Although it is feasible to directly read log messages from the regular syslog output files, it is more preferable to collect log data from the daemon using the socket interface since socket is more suitable for data streaming. TCP/UDP sockets can be used to access log data from the network (TCP/IP). But if the application runs locally on the same machine as the log daemon, Unix domain socket (UDS) may be the best option.
Unix Domain Socket is an inter-process communication mechanism that allows bidirectional data exchange between processes running on the same machine. Thus, UDSs can avoid some checks and operations (like routing); which makes them faster and lighter than IP sockets.
In this post, we will learn how to collect log data from syslog via UDS in C. We will use rsyslog as log daemon in this post.
A use case will be presented at the end of the post.
After a long testing period, AntOS v1.2.0-beta is now released!!!
A demo of the VDE is available at https://app.iohub.dev/antos/ using username: demo and password: demo.
If one want to run AntOS VDE locally in their system, a docker image is available at:
As stated on a post where i talked about using tf-idf to detect similarity between two blog posts, my blog is just a bunch of posts sorted by date, no category, no fancy features like user interest tracking, post ranking, etc. I usually work on many different domains (robotic, IoT, backend, frontend platform design, etc.), so my posts are mixed up between these domains. This may be difficult for readers who want to follow up their interesting topic on my blog.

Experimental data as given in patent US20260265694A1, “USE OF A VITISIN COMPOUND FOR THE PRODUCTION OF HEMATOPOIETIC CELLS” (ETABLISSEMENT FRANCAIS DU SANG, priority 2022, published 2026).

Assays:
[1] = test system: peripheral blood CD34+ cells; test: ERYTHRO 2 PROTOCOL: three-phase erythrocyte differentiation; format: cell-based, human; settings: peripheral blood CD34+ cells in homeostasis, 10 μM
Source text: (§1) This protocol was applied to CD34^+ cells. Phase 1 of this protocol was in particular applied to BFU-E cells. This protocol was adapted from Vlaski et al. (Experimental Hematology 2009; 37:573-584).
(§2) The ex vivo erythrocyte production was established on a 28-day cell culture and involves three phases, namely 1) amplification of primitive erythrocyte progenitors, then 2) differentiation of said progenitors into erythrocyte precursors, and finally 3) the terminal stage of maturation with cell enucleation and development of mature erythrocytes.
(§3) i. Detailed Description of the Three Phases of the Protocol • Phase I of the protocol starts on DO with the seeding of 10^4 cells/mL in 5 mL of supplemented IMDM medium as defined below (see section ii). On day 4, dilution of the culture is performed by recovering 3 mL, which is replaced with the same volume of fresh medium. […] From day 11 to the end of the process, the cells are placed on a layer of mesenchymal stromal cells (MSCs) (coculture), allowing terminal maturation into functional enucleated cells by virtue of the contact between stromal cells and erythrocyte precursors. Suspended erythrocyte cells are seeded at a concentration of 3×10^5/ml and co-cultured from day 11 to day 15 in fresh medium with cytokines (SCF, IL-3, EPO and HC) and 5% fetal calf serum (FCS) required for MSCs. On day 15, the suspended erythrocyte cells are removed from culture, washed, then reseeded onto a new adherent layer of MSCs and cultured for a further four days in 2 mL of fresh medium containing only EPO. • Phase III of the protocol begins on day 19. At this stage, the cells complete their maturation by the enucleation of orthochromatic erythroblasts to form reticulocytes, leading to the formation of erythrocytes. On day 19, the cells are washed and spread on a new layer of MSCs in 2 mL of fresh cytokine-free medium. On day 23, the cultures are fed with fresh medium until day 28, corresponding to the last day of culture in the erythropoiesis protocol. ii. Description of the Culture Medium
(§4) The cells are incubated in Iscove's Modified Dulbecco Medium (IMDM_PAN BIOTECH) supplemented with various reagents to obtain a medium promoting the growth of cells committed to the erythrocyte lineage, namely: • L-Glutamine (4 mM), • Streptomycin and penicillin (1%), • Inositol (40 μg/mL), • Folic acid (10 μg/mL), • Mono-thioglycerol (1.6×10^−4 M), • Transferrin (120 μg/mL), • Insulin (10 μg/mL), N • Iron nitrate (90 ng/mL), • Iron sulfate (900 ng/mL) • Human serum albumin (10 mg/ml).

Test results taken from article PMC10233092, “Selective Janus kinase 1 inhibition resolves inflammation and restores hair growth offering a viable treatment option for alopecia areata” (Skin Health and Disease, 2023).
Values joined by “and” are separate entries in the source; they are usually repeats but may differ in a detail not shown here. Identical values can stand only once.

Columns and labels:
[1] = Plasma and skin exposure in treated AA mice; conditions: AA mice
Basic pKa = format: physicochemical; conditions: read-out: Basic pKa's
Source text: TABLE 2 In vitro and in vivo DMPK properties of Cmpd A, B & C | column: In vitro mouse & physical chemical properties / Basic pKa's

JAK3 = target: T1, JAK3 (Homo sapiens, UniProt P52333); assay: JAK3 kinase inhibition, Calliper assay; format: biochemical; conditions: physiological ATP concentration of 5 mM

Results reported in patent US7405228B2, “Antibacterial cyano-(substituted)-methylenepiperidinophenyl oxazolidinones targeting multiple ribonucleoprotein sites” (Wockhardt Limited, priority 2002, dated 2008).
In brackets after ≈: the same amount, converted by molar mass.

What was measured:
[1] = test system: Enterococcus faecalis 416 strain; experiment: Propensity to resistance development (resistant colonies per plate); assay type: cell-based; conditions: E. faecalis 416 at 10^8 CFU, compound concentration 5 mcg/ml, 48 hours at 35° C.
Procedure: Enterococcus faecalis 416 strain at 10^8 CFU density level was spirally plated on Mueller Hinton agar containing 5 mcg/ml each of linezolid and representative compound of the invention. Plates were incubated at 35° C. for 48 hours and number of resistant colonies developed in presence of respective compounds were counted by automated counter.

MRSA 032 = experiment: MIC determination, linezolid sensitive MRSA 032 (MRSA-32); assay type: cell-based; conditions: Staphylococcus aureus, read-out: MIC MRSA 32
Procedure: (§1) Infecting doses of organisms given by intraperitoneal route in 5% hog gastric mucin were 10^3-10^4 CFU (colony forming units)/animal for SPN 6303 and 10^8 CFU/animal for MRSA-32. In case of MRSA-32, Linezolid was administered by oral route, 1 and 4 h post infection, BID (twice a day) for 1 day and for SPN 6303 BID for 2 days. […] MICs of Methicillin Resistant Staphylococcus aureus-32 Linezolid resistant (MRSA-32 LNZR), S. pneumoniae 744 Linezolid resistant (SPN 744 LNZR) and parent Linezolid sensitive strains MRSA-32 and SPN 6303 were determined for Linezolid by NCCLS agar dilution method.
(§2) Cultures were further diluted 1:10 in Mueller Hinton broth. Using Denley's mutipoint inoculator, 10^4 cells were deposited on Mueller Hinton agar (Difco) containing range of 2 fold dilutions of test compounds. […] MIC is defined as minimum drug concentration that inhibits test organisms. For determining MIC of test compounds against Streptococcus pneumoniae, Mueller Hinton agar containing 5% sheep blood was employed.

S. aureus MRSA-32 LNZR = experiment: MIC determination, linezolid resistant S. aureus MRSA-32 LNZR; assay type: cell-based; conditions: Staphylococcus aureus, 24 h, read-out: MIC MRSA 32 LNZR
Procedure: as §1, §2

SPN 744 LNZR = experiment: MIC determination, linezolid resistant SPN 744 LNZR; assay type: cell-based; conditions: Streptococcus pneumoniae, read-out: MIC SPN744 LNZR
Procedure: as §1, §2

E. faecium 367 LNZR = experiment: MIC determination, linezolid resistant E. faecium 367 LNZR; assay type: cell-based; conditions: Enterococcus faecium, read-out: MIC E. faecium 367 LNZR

So what is a good strategy for navigating between posts on a blog ?
Working on my DIY robot software (Jarvis) in headless mode, i came across a situation where i needed to monitor the system resource such as CPU, battery, memory, network and temperature to measure the "greedy" of my robotic application. Furthermore, as the robot was battery powered, battery safety was a real concern, so i needed something to monitor the battery and shutdown the system when the battery was low to protect it from falling bellow the usable voltage range.
So i've searched for an application/service that allows me to:
None of existing applications/services satisfy all of these requirements, especially, the battery monitoring feature. So i've decided to write a small service that i called
sysmond is a simple service that monitors and collects system information such as battery, temperature, memory, CPU, and network usage. The service can be used as backend for applications that need to consult system status. Although it is a part of Jarvis ecosystem,
sysmond is a generic service and can be easily adapted to other use cases.
Example of AntOS web application that fetches data from